By Yinka OLUDAYISI Fabowale
For the bold and chivalrous, it is an avenue to capture their hearts’ desires with dazzling, rapturous literary lines, dripping with affectionate and poetic cadences oftentimes lifted right from Shakespeare or the wisdom of Solomonic verses in the Bible. In it also, the shy and timid find a refuge to hide and shoot Cupid’s arrows at the objects of their desires. Yet for others, it is the grease with which the wheel of love is oiled to keep it in smooth motion.
Almost invariably, the old art of love letter writing had always deservedly fetched the authors the reward for their intellectual labour and ended in the “And they lived happily ever after”, story for love birds.
Ladies, young and old, treasure such letters, sometimes accompanied with or without affectionate greeting cards, with equally well -crafted wordings of love, even for decades. “My wife is addicted to them-love letters, cards and all. Occasionally, she brings out some of the kept letters I wrote to her when we were courting and reads. She’s 42 years. Since we’ve been married, I have never missed giving her cards, especially on Valentine’s Day, Christmas or her birthday. If I didn’t, there would be trouble, because she likes it so much”, says Willy Eya, an editor with a Lagos-based leading national newspaper who has been married for 17 years.
The culture of writing love letters and exchanging cards was extremely popular and thrived before the advent of Global System of Mobile Telephony (GSM) in 2001 in Nigeria. Although it left no age bracket out, it was particularly common among youngsters–secondary school pupils and students of higher institutions, who, by virtue of their ages, of course, were more adventurous in amorous matters and/or seeking to contract marital ties.
Back in those days, hand-written letters were the means of communicating feelings among love birds. The message is often written on specialised and artistically designed letter writing sheets or torn pages of the pupils’ Higher Education exercise books and may run from one full page to six or even 10, depending on the wealth of resources in the literary ‘arsenal’, depth and creative ability of the writer in expressing his intentions and feelings.
This is then mailed or sent through emissaries, usually friends, siblings or neighbours of the loved one, from whom a “favourable response” is anxiously anticipated.
Among well-to-do members of the society, the letter is accompanied by romantic cards, flowers and/or gifts, a gesture copied from the western culture to which they are exposed through early contact, movies or literature.
However, the coming of Information and Communication Technology (ICT), especially mobile telephone that has eased the process of communication and made it a lot swifter, has tended to displace this tradition and made it look anachronistic. Now, with a simple touch on the button or keypad of any electronic device, be it handset, iPad, IOS, Blackberry or any other, love struck suitors can express how they feel about their adored prospects and receive instant response either orally or through pinging or other forms of texted messages!
Save for couples like the Eyas, still nostalgic about the glorious era, many people, including the elderly already in established relationships, are forsaking letter writing and taking to the more facile electronic version through their phones and other devices to express their feelings and emotions to loved ones.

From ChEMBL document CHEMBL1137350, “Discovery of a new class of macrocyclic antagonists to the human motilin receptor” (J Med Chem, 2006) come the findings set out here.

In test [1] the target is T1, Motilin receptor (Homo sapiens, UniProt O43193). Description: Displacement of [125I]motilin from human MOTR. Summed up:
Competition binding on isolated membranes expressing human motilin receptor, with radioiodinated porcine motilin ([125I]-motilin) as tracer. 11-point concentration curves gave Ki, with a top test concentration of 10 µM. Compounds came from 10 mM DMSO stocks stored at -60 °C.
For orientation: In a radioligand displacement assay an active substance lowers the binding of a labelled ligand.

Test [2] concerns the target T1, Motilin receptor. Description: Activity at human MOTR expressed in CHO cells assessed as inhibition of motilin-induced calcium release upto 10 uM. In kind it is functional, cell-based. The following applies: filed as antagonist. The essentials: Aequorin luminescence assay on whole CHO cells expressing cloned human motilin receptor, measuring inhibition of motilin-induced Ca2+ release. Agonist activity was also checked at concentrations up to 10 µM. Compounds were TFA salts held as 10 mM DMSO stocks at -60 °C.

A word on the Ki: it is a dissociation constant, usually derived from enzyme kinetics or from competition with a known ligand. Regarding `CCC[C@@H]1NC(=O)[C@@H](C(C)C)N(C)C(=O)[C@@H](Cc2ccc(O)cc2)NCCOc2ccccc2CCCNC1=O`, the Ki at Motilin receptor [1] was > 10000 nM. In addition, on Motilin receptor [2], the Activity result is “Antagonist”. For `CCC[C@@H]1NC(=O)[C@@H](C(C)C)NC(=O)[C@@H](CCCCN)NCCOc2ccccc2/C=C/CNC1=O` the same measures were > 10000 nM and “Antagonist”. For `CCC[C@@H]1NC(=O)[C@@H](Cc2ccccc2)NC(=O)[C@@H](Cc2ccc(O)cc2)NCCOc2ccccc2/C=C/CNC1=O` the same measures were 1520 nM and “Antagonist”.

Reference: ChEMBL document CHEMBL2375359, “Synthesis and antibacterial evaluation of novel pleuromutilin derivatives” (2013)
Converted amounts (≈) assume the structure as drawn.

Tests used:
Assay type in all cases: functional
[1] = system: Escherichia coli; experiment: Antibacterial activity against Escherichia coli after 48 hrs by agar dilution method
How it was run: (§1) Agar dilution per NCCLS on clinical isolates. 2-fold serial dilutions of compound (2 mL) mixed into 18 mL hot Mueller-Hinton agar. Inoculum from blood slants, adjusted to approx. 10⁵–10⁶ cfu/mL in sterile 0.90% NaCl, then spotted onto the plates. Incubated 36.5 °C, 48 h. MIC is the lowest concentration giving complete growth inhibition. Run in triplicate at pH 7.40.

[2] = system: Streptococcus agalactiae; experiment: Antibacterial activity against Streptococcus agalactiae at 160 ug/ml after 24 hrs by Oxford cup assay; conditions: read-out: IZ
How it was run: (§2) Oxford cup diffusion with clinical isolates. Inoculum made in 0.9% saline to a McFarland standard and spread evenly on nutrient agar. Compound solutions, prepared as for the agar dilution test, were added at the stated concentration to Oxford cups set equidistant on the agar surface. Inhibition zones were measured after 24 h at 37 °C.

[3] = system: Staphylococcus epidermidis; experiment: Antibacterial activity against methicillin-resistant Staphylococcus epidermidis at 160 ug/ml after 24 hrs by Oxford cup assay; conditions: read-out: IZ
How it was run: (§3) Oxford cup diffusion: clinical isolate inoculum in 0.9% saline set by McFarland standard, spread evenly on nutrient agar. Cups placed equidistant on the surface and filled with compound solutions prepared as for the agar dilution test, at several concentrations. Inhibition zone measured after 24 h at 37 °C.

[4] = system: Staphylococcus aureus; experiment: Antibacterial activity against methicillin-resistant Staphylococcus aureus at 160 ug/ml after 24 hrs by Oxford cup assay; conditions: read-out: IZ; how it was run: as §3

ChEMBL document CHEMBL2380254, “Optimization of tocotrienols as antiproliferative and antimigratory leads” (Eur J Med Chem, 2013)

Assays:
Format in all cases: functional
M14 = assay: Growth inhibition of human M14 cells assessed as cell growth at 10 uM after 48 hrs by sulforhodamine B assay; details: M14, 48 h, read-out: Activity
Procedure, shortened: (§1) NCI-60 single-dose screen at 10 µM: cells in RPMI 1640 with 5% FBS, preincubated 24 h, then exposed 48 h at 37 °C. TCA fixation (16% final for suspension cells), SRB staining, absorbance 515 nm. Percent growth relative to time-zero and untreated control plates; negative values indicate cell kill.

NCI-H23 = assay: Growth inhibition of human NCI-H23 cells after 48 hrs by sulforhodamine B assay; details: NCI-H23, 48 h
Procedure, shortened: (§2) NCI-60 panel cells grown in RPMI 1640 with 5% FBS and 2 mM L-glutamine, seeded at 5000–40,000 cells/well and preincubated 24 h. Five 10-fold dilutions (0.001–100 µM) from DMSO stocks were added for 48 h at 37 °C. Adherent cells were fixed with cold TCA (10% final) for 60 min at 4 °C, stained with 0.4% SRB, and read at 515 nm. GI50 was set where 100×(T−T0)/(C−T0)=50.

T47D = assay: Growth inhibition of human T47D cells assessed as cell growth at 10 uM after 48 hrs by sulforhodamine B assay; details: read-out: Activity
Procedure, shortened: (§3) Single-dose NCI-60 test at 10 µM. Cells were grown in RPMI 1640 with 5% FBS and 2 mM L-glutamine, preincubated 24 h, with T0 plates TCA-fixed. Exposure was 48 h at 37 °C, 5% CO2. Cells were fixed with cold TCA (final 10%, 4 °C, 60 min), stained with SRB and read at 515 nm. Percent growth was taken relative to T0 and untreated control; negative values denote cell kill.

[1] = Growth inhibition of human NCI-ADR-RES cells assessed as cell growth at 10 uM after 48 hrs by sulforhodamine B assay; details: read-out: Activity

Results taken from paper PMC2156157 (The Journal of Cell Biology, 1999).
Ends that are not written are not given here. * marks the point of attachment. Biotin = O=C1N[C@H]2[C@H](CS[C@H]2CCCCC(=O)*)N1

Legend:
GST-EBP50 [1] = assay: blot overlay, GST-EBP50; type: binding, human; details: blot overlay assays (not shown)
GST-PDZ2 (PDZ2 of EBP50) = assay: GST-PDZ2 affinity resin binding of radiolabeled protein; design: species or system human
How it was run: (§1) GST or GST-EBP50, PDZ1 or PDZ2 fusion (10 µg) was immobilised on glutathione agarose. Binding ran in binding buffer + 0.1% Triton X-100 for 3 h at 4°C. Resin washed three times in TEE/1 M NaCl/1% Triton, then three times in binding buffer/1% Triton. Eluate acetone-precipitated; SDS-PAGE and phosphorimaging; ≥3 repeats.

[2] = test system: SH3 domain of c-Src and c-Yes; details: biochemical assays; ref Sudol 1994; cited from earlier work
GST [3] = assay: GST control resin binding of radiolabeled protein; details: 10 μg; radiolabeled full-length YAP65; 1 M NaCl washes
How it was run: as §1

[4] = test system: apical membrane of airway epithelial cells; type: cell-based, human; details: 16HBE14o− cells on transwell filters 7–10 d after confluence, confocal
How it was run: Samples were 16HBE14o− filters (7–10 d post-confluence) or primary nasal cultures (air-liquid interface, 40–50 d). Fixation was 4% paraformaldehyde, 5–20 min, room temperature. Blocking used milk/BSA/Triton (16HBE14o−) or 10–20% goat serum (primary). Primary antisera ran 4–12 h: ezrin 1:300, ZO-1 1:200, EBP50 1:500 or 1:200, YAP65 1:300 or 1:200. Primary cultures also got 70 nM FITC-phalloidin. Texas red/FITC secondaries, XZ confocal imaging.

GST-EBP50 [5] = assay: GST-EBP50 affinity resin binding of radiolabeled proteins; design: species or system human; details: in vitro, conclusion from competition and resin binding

Chief Stephen Olusola Ayangbayi is a retired Permanent Secretary in Oyo State. The 67 year-old says: “I use the phone to send sms or whatsapp messages. That’s what I do now, because I don’t know when last I went to the Post Office to buy stamp to post letter. Even if my wife is away to Ogbomoso for some time and I’m here in Ibadan, or I have some privileged information about what’s going on in the home to pass to the children, wherever they are, we easily get it across to ourselves and get instant reaction through the social media. This is quite unlike in our days when it took between three and four days for such messages to reach the destination and about the same span of time to get a response.”
Chief Ayangbayi adds that he hardly buys cards for his wife also, except on Valentine’s Day or her birthday, stressing that: “Even if I get something with fascinating expression, I try to memorize it and put it on my phone and then send to her.”
The retired top civil servant explains that besides the inevitability of “blending” with dynamic society, he particularly finds exciting the special features of the modern means of communication in that they enable participants to deepen their intimacy and enliven the interaction. “Talk of the smiley, hugs, audio and videos, etc, that colour and enhance the emotion you are trying to convey. You can get someone to laugh or cry, if you want to,” remarks Chief Ayangbayi.
If the situation is like that with the elderly, it can be better imagined among the youths.
“I don’t know about that (hand written letter). It’s old fashioned. I didn’t meet such things anyway. It’s my smartphone for me,” quips Ms. Shirley Tomiwa Adelegan, a 22-year old online marketer. Shirley who has a boyfriend who is studying in Ukraine says they are able to break the barrier of distance by keeping in touch through regular phone chats and texts.
A counterpart of hers based in Ikeja, Lagos, Ms. Olufunmi Amosun, also votes for the gadgets, noting that they make it a lot easier for partners and friends to connect and stay in touch at any hour of the day, irrespective of the distance. Her words: “Apart from the fact that you can get what needs to be said, said on the phone, texts allow you send love messages at any point in time. You have some texting so early in the morning to know how you are doing and some late in the day, sometimes when you are already curled up in bed, to say nice words. So, at every point in time you feel love around you, you feel part of the world of that person. Nobody writes letters these days again. That one has gone extinct. it’s archaic.”